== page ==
Qioptiq logo Raytheon


By Leonard Zuga and Michael Pecht

14 Dec 11. After more than a decade of neglect, counterfeit electronics has become a high profile issue, thanks to the U.S. Senate Armed Services Committee’s investigation of counterfeit electronic parts in military weapons systems and the proposed U.S. Senate Bill S.1228, known as the Combating Military Counterfeits Act of 2011. Unfortunately, neither Congress nor industry nor the press have been able to articulate the concurrent changes taking place in the global electronics industrial base that enabled and encouraged the electronics counterfeiting phenomenon. As a result, the solutions are for the most part illusory.

Coping with Counterfeit Parts is an Important Element of Providing Security and Reliability to the US and Allied Supply Base (Credit Image: Bigstock)In their paper “Bogus! Electronic Manufacturing and Consumers Confront a Rising Tide of Counterfeit Electronics,” IEEE Spectrum 45:5, 37-46 (May 2006), M. Pecht and S. Tiku noted that counterfeit electronics are not unique to military systems. They have also been found in computers and telecommunication products, automobiles, avionics, and many other systems. Whenever a product can be made at a lower cost than the original, counterfeiting can, and likely will, occur.

Counterfeiting will also be encouraged if there is a lack of supply of the original product. In fact, systems, such as those common in military weapons systems, that are in service for long periods of time are particularly susceptible to the counterfeiting of the components that compose these systems. The reason is primarily associated with obsolescence and the ensuing lack of availability of the original electronic components used in these systems. When the demand for replacement components becomes high, the prices of such components increase, thus providing counterfeiters with opportunities to profit. In addition, replacement of obsolete parts often leads to purchases from less reliable sources such as parts brokers and independent distributors instead of authorized distributors. In the case of brokers and independent distributors, the actual sellers are often unidentified. How this dependency on brokers and distributors evolved was becoming evident as early as 1995 as shown by Pecht in “Issues Affecting Early Affordable Access to Leading Electronic Technologies by the US Military and Government” (Circuit World 22:2, 1996). In the late 1960s, military electronics development began to become isolated from mainstream commercial electronics where a high volume of state-of-the-art technologies were being developed for everything from consumer to computer to automotive applications. Due to military-unique requirements, specifications, and generally unprofitable procurement policies, commercial technologies rapidly advanced beyond military electronic systems and most component manufacturers saw no need to provide the military with components. Soon after developing an understanding of this problem, U.S. Department of Defense (DoD) policy directives had begun to change by the mid 1990’s. Pecht’s historical analysis traced the development of military and government policies, regulations, and organizations that influenced both directly and indirectly, purposefully and accidentally, military systems electronics effectiveness and costs that culminated in the COTS concept and the inevitable rise of distributors as key entities in the military electronics supply chain. Though not obvious at the time, in retrospect it has been the military’s dependence on distributors and the use of unauthorized distributors, as opposed to direct procurement from manufacturers that have aided and abetted counterfeiters in developing their military market strategies. In reaction to the budgetary pressures of the early nineties, the U.S.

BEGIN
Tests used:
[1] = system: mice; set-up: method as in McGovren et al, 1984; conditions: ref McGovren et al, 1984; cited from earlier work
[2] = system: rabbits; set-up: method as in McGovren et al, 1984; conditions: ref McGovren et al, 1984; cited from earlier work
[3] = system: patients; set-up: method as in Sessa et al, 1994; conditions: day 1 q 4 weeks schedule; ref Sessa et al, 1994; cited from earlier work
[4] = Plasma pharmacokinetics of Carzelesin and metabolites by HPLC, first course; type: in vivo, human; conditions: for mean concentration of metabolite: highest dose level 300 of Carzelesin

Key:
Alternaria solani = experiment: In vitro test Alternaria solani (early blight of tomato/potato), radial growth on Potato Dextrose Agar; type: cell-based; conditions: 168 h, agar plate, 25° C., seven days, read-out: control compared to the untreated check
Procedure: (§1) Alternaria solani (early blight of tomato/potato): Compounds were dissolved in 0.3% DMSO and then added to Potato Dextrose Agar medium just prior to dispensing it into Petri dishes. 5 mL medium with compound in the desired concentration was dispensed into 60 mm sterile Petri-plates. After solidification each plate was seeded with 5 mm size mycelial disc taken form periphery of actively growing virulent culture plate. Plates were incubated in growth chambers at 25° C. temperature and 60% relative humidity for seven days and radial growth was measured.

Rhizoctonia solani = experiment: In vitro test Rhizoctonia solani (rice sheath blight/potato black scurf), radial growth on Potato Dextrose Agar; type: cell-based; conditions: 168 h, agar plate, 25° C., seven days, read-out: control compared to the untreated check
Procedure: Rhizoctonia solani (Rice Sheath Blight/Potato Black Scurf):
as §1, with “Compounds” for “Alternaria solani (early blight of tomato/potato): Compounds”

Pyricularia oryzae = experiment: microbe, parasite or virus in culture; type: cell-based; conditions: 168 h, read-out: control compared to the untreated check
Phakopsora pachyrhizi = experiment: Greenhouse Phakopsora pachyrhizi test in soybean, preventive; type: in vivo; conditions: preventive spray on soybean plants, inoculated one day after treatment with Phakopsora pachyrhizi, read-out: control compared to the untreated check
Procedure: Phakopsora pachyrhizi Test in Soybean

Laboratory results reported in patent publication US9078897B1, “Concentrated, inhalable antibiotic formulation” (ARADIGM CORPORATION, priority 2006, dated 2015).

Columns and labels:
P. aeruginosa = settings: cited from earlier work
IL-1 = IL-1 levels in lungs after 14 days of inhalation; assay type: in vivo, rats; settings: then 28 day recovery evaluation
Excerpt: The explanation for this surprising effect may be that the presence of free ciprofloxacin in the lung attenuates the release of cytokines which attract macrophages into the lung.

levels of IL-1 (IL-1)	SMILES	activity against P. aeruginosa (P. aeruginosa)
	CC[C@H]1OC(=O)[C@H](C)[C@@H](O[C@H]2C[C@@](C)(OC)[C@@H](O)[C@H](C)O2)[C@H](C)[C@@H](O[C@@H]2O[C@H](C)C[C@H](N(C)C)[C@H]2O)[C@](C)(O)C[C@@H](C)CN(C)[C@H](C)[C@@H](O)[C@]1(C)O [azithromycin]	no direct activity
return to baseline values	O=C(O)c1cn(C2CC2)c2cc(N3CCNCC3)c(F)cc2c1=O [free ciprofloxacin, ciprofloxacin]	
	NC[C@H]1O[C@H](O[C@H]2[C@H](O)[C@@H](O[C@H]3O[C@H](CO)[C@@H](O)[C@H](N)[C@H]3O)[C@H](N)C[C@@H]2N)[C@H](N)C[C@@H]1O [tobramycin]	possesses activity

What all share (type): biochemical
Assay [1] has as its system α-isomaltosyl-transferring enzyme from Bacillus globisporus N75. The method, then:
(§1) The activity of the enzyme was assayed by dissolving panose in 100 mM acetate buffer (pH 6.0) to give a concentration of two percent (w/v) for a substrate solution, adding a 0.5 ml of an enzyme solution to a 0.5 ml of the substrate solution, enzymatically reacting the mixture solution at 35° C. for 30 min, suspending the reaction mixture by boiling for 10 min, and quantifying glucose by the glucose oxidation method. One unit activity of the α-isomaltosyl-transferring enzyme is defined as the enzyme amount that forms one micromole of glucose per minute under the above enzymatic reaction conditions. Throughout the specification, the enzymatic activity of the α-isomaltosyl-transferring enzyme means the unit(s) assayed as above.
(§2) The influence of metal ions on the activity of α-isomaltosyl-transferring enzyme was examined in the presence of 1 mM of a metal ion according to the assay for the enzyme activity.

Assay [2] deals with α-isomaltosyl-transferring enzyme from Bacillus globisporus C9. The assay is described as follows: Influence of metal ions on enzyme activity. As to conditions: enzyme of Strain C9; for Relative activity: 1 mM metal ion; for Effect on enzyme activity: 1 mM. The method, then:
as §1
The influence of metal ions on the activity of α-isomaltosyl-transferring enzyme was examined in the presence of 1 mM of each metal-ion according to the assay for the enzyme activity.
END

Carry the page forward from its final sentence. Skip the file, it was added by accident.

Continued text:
Department of Defense created the COTS (Commercial Off-The-Shelf) concept, eventually eschewing the long-h

Back to article list